“Often Jesus asks the sick to believe. He makes use of signs to heal: spittle and the laying on of hands, mud and washing. The sick try to touch him, “for power came forth from him and healed them all.” And so in the sacraments Christ continues to “touch” us in order to heal us.

Catechism of the Catholic Church par. 1500ff

An Invitation

  • Set five minutes to be still and silent and with passion express directly to Jesus your need and desire for healing for yourself or for someone you love.
  • If you are experiencing severe illness you will already have sought medical help. This is a wise and necessary action. But perhaps you have not turned to Jesus with your pain, your sickness, your tears. Take time to do this now. 
  • If you have received the Sacrament of Anointing of the Sick for this illness the grace of the sacrament will be gradually unfolding in you. However if you are suffering serious health struggles speak with a priest asking him for the sacrament of Anointing of the Sick.
  • You can download and print a very helpful two-page brochure on the sacrament of anointing from the US bishops’ conference at this link.
  • Prayer works. Every time you feel pain due to your illness today, or every time you think of someone you love who is suffering, take 15 seconds and pray the prayer Jesus gave us, the Our Father, once, confident that Jesus is working a miracle of healing.
  • You might like to pray through the intercession of one we know to be a saint of healing, New Zealand’s Suzanne Aubert. More at this link.


  1. Hi Father John,
    I always enjoy your Food For Faith messages both at Lent and Advent and I read (and listen) to them first thing in the morning.
    I especially enjoy you podcasts for the following reasons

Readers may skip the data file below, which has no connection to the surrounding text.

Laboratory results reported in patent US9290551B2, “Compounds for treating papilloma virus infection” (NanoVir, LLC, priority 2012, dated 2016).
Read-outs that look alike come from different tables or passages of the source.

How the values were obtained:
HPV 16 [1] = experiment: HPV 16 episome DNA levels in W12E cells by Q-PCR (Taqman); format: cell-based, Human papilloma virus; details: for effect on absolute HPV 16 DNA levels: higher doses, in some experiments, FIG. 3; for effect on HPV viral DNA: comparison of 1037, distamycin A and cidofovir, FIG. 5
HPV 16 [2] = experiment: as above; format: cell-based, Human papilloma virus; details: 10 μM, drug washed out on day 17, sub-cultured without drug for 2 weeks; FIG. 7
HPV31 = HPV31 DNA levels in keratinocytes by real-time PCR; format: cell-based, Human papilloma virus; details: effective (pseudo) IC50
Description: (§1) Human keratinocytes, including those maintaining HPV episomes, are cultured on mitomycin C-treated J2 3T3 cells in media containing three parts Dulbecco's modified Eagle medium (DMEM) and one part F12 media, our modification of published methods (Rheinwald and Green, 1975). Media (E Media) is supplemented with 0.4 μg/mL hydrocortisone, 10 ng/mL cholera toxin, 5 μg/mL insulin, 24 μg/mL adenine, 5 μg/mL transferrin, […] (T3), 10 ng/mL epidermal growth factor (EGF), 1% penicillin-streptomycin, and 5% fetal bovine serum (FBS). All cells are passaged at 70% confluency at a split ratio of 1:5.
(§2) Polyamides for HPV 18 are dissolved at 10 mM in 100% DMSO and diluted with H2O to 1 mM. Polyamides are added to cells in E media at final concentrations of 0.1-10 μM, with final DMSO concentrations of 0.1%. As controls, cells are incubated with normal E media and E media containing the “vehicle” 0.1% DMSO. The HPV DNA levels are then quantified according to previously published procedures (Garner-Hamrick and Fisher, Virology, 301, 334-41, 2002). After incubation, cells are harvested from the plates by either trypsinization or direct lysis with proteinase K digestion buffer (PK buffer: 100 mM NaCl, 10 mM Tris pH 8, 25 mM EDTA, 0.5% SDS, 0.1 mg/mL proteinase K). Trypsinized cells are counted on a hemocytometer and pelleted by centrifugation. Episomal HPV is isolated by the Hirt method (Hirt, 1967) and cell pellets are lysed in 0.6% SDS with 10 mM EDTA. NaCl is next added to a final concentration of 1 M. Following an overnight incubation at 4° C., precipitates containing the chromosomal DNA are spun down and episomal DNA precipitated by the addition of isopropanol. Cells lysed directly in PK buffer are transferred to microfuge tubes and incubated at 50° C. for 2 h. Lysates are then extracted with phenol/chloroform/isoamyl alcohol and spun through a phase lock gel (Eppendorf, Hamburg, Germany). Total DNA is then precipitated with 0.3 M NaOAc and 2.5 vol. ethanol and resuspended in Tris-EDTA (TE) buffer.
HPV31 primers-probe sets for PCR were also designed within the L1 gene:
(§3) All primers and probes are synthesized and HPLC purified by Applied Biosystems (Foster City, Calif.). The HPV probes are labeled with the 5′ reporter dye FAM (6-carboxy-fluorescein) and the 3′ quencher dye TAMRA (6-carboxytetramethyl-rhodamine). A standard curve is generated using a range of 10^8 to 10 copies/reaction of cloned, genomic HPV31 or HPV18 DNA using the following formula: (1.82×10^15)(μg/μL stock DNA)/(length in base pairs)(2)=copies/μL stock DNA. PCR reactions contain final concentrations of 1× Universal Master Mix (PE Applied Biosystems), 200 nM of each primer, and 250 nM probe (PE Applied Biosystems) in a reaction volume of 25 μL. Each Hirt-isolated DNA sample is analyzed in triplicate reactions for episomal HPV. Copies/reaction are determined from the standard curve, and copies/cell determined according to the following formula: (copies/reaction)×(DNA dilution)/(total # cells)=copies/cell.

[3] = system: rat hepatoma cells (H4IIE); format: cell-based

1. You have a soft gentle voice that is easy to listen to.
    2. We can listen to the podcasts throughout the day even when we are driving.
    3. Being partially dyslexic I have relied on verbal communication over my 70 plus years as my preferred form of communication, others may find this also.
    Hope these comments may help
    Thanks again Father John

  2. Thank you very much, I do feel so blessed with praying and I daily pray for a family member to be healed and happy.

    • It’s really hard, I suffered from chronic pain for years, I felt sad and in despair. I didn’t pray, I then lost my father in an accident, I felt so isolated, then one day thought I have to start coming back to Mass, took time to get better but now feel like I am really living again. I pray often , go regularly to Mass. I am very close to God now , it doesn’t happen overnight.
      Now I receive all the sacraments as much as I can.

  3. Wise words Father. I have four precious friends all gravely ill so I will organise my prayer better with your advice.
    Thank you

  4. My wife struggled with “chronic pain” for nine years from her teens up until before we married. It was really multiple misdiagnoses for a cancer, any one of which could have been a death sentence had it spread. But it didn’t. Once it was discovered, we prayed a lot to Suzanne Aubert for healing, and in hope that it wouldn’t return. The operation (partial amputation) and recovery was long and hard but worth it. Eventually we married in a church dedicated to St Anthony of Padua (patron saint of amputees), who we now have a special devotion to. It is still a frightening prospect, but the communion of saints, and the sacraments, keep us going.

  5. I have found in the midst of chronic pain, or sadness that as i begin to Praise God, thinking of his wonderfulness, his love toward me, his mighty grace, that he calls me his daughter, that my name is in the palms of his hands! my spirit begins to lift and sometimes a simple song will fill my mouth or just in my head, it truly does something to the pain. Sometimes just putting on some music that reminds me of Gods love for me helps me to praise Him. Thank you Fr John for continually putting us in remembrance of how great our God is.